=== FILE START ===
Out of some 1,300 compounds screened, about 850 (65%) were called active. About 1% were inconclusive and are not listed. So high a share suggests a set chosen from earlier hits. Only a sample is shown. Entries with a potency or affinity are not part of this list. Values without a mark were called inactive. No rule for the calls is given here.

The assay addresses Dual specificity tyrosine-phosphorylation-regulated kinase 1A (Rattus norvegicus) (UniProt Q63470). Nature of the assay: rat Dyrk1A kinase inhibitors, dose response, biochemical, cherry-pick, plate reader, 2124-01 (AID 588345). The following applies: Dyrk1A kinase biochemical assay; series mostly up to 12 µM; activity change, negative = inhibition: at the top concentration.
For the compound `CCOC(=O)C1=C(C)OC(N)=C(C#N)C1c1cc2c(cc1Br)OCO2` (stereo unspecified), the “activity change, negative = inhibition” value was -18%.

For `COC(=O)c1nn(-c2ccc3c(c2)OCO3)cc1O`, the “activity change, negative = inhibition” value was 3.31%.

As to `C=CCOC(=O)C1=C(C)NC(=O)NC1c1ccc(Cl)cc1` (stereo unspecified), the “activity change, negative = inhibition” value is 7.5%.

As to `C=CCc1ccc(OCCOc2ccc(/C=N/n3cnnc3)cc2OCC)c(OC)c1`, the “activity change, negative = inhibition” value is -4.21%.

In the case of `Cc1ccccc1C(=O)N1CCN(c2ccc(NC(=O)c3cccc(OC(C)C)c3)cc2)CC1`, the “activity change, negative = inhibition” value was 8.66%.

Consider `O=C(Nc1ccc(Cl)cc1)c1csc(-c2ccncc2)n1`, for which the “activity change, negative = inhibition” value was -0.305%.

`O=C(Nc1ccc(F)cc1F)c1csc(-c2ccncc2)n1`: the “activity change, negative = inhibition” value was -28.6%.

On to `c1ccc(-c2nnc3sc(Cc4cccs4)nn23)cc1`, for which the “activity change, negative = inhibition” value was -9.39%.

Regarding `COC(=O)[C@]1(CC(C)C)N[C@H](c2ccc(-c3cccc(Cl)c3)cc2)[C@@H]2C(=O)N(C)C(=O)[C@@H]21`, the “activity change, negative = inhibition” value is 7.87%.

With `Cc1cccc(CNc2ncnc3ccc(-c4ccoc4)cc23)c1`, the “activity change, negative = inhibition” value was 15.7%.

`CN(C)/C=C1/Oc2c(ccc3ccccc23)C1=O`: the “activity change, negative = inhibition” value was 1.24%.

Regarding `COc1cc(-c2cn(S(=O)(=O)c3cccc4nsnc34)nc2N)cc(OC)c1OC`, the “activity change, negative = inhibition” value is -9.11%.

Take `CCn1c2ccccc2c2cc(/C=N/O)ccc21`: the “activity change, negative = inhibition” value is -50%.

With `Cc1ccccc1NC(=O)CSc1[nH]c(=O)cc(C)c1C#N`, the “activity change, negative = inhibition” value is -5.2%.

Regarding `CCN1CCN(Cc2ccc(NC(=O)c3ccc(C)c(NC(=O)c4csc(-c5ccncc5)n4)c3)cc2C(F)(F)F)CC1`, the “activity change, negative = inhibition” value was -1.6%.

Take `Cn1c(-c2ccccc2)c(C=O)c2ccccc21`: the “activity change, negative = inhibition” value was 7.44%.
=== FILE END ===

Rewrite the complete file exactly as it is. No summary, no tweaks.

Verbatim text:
Out of some 1,300 compounds screened, about 850 (65%) were called active. About 1% were inconclusive and are not listed. So high a share suggests a set chosen from earlier hits. Only a sample is shown. Entries with a potency or affinity are not part of this list. Values without a mark were called inactive. No rule for the calls is given here.

The assay addresses Dual specificity tyrosine-phosphorylation-regulated kinase 1A (Rattus norvegicus) (UniProt Q63470). Nature of the assay: rat Dyrk1A kinase inhibitors, dose response, biochemical, cherry-pick, plate reader, 2124-01 (AID 588345). The following applies: Dyrk1A kinase biochemical assay; series mostly up to 12 µM; activity change, negative = inhibition: at the top concentration.
For the compound `CCOC(=O)C1=C(C)OC(N)=C(C#N)C1c1cc2c(cc1Br)OCO2` (stereo unspecified), the “activity change, negative = inhibition” value was -18%.

For `COC(=O)c1nn(-c2ccc3c(c2)OCO3)cc1O`, the “activity change, negative = inhibition” value was 3.31%.

As to `C=CCOC(=O)C1=C(C)NC(=O)NC1c1ccc(Cl)cc1` (stereo unspecified), the “activity change, negative = inhibition” value is 7.5%.

As to `C=CCc1ccc(OCCOc2ccc(/C=N/n3cnnc3)cc2OCC)c(OC)c1`, the “activity change, negative = inhibition” value is -4.21%.

In the case of `Cc1ccccc1C(=O)N1CCN(c2ccc(NC(=O)c3cccc(OC(C)C)c3)cc2)CC1`, the “activity change, negative = inhibition” value was 8.66%.

Consider `O=C(Nc1ccc(Cl)cc1)c1csc(-c2ccncc2)n1`, for which the “activity change, negative = inhibition” value was -0.305%.

`O=C(Nc1ccc(F)cc1F)c1csc(-c2ccncc2)n1`: the “activity change, negative = inhibition” value was -28.6%.

On to `c1ccc(-c2nnc3sc(Cc4cccs4)nn23)cc1`, for which the “activity change, negative = inhibition” value was -9.39%.

Regarding `COC(=O)[C@]1(CC(C)C)N[C@H](c2ccc(-c3cccc(Cl)c3)cc2)[C@@H]2C(=O)N(C)C(=O)[C@@H]21`, the “activity change, negative = inhibition” value is 7.87%.

With `Cc1cccc(CNc2ncnc3ccc(-c4ccoc4)cc23)c1`, the “activity change, negative = inhibition” value was 15.7%.

`CN(C)/C=C1/Oc2c(ccc3ccccc23)C1=O`: the “activity change, negative = inhibition” value was 1.24%.

Regarding `COc1cc(-c2cn(S(=O)(=O)c3cccc4nsnc34)nc2N)cc(OC)c1OC`, the “activity change, negative = inhibition” value is -9.11%.

Take `CCn1c2ccccc2c2cc(/C=N/O)ccc21`: the “activity change, negative = inhibition” value is -50%.

With `Cc1ccccc1NC(=O)CSc1[nH]c(=O)cc(C)c1C#N`, the “activity change, negative = inhibition” value is -5.2%.

Regarding `CCN1CCN(Cc2ccc(NC(=O)c3ccc(C)c(NC(=O)c4csc(-c5ccncc5)n4)c3)cc2C(F)(F)F)CC1`, the “activity change, negative = inhibition” value was -1.6%.

Take `Cn1c(-c2ccccc2)c(C=O)c2ccccc21`: the “activity change, negative = inhibition” value was 7.44%.